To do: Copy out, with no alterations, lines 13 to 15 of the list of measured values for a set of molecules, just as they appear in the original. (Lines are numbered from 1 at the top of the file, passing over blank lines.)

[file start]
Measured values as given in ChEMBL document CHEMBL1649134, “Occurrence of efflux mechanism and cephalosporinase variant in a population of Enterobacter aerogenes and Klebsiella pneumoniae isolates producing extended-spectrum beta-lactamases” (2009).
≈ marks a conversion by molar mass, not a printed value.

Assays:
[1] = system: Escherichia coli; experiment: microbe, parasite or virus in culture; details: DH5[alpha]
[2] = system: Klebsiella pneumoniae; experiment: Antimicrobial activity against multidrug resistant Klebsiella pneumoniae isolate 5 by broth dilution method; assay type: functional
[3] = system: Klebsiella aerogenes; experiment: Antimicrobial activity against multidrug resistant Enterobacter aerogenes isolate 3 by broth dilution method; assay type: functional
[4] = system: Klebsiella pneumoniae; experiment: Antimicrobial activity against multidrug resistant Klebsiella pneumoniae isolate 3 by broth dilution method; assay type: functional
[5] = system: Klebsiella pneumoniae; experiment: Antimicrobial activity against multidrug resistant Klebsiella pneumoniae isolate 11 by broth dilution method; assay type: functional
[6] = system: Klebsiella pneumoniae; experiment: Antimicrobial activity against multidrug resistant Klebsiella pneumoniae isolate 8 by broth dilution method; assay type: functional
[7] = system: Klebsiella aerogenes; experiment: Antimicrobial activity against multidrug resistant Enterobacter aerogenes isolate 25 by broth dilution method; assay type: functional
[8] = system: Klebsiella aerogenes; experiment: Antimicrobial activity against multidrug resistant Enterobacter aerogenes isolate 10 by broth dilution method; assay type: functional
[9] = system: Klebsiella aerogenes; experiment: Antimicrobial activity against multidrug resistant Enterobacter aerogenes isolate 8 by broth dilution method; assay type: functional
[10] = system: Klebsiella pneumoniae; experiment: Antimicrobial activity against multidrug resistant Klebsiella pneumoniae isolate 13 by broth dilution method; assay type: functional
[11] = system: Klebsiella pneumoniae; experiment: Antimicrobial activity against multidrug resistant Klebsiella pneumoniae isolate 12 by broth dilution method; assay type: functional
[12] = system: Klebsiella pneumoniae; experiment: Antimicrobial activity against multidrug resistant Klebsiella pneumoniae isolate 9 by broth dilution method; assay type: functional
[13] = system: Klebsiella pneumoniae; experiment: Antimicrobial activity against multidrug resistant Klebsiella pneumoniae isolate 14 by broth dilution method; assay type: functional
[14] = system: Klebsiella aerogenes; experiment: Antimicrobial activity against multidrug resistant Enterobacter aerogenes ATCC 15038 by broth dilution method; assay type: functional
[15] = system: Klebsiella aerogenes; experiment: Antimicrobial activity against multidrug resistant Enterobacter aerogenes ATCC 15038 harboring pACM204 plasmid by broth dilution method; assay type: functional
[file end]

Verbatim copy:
[10] = system: Klebsiella pneumoniae; experiment: Antimicrobial activity against multidrug resistant Klebsiella pneumoniae isolate 13 by broth dilution method; assay type: functional
[11] = system: Klebsiella pneumoniae; experiment: Antimicrobial activity against multidrug resistant Klebsiella pneumoniae isolate 12 by broth dilution method; assay type: functional
[12] = system: Klebsiella pneumoniae; experiment: Antimicrobial activity against multidrug resistant Klebsiella pneumoniae isolate 9 by broth dilution method; assay type: functional